On June 20, 2011, the International Corporation for Assigned Names and Numbers (ICANN) published new guidelines for the expansion of available domain name extensions, also known as top-level domain names. Currently, there are a limited number of top-level extensions, the most prevalent being .com, .net, .gov and .org. There soon will be a potentially infinite number of personalized new top-level domain names of the applicant’s own choosing.

For example, Apple Computer, Inc. can now apply to become the registrar for an “.apple” top-level domain name, which would allow Apple to use “.apple” as the suffix for its website address and to assign email addresses using the “.apple” suffix, such as employeename@computers.apple, or employeename@iPad.apple. Similarly, a pizza chain might apply for the suffix “.pizza,” as in Johnny’s@good.pizza.

According to ICANN, personalized top-level domain names will promote competition in the domain name market among corporations, institutions, governmental entities, etc., and will potentially change the way people find information on the Internet.

ICANN’s Guidelines

ICANN’s guidelines provide that the initial application period for top-level domain names will be from January 12, 2012, to April 12, 2012, and will be limited to 500 applications. Thereafter, additional applications will be accepted in limited numbers during subsequent filing periods. There will be a $185,000 filing fee, and applications must be accompanied by detailed supporting documentation.

ICANN will post the public portions of the applications on its website and will provide a 60-day period for public comment and a deadline for filing objections, based on the following grounds: the proposed domain name is confusingly similar to an existing or proposed domain name, otherwise infringes existing legal rights, is contrary to the public interest or is the subject of community opposition. Deadlines for filing objections will be posted.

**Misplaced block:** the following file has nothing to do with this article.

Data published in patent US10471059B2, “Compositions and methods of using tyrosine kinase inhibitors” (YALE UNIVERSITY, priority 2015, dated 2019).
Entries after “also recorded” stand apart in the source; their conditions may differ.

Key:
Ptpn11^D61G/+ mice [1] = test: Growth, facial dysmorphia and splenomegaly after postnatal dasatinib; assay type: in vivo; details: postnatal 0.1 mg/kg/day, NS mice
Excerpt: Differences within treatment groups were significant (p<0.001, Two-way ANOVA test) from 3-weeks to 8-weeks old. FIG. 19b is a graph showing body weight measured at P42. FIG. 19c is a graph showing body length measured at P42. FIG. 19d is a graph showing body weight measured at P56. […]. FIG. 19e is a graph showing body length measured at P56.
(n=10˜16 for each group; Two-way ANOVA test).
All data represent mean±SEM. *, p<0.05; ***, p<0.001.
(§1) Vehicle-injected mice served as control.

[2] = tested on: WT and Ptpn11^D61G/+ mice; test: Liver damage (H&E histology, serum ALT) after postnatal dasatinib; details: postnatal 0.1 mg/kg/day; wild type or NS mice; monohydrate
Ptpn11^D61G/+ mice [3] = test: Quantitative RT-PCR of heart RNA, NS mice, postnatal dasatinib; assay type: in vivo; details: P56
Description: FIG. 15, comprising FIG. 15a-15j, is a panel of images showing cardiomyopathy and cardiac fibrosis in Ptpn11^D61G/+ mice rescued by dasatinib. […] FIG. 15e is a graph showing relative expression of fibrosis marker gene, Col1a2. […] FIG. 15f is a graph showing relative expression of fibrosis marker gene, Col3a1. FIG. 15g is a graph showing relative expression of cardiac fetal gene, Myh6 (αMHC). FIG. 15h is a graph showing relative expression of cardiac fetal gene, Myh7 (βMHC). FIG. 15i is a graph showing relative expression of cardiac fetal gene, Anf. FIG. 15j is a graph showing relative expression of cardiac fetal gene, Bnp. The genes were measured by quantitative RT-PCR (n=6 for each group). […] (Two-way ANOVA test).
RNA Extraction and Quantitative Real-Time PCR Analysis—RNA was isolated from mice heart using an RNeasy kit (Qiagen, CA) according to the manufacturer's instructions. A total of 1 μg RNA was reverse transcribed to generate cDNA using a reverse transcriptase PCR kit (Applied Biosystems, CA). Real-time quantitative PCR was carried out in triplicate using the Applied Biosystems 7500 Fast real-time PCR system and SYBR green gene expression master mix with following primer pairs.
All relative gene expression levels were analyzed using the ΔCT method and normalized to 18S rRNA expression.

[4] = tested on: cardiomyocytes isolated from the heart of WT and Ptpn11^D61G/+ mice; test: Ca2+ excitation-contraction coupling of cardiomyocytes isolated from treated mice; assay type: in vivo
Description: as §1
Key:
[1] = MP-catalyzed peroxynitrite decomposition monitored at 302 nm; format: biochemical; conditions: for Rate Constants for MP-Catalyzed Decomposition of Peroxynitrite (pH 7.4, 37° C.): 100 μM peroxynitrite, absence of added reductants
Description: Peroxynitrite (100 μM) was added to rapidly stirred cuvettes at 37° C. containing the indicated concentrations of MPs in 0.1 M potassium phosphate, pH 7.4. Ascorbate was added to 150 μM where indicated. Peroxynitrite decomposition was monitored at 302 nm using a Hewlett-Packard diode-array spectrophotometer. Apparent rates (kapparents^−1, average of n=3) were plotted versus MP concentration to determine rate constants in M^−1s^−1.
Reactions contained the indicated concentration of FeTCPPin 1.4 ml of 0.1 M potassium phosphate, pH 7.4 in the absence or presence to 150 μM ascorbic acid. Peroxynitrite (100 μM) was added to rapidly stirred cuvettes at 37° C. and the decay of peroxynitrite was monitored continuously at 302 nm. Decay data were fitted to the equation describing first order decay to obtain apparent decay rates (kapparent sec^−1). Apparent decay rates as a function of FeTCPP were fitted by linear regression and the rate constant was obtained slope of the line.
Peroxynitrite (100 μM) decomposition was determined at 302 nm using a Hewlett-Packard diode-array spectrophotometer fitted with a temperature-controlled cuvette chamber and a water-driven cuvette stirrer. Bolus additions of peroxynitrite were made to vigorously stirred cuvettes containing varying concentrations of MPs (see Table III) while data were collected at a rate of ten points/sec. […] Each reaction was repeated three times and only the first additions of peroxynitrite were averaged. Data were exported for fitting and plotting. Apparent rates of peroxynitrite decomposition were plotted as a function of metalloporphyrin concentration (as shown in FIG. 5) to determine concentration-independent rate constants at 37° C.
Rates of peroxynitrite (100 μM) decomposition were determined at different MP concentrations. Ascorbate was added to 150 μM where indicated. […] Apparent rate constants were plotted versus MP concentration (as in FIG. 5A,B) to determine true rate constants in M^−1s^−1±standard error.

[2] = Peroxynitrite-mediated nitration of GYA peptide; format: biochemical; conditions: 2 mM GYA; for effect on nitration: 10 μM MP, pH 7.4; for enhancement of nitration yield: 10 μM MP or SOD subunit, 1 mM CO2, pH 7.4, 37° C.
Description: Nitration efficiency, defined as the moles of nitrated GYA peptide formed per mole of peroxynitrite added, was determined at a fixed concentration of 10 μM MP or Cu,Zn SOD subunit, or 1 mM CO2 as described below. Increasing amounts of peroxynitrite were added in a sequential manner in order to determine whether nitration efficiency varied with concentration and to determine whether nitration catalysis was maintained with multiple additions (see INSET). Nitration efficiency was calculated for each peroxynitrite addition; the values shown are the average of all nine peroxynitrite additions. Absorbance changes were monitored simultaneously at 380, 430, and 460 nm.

Successful applicants for top-level domain names will be designated a “Registry Operator” and will be required to enter into a detailed Registry Agreement with ICANN and perform various duties in accordance with ICANN’s requirements. Among other things, Registry Operators will be required to conduct trademark claims services.

ICANN is also developing the following related programs to deal with trademark infringement claims arising out of its new top-level domain name program: a “trademark clearinghouse” that will serve as a central repository for information relating to trademark holders’ rights to support trademark protection services in domain name registries; a “uniform rapid suspension system” that will provide an expedited and less expensive process for resolving trademark infringement claims; and a “post-delegation dispute resolution” procedure for trademark infringement claims against Registry Operators.